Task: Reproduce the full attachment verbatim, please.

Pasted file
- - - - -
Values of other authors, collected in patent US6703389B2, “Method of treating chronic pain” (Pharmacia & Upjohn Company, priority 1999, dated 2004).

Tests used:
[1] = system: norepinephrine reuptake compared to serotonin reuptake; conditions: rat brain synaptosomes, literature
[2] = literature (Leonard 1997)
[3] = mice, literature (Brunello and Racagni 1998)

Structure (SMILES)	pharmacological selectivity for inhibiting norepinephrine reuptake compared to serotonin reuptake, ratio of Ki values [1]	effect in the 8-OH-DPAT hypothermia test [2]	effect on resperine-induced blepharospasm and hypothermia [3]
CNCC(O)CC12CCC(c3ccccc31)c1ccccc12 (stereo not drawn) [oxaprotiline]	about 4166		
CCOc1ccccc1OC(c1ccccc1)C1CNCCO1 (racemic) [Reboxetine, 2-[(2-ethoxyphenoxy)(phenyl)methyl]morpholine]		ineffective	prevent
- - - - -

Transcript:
Values of other authors, collected in patent US6703389B2, “Method of treating chronic pain” (Pharmacia & Upjohn Company, priority 1999, dated 2004).

Tests used:
[1] = system: norepinephrine reuptake compared to serotonin reuptake; conditions: rat brain synaptosomes, literature
[2] = literature (Leonard 1997)
[3] = mice, literature (Brunello and Racagni 1998)

Structure (SMILES)	pharmacological selectivity for inhibiting norepinephrine reuptake compared to serotonin reuptake, ratio of Ki values [1]	effect in the 8-OH-DPAT hypothermia test [2]	effect on resperine-induced blepharospasm and hypothermia [3]
CNCC(O)CC12CCC(c3ccccc31)c1ccccc12 (stereo not drawn) [oxaprotiline]	about 4166		
CCOc1ccccc1OC(c1ccccc1)C1CNCCO1 (racemic) [Reboxetine, 2-[(2-ethoxyphenoxy)(phenyl)methyl]morpholine]		ineffective	prevent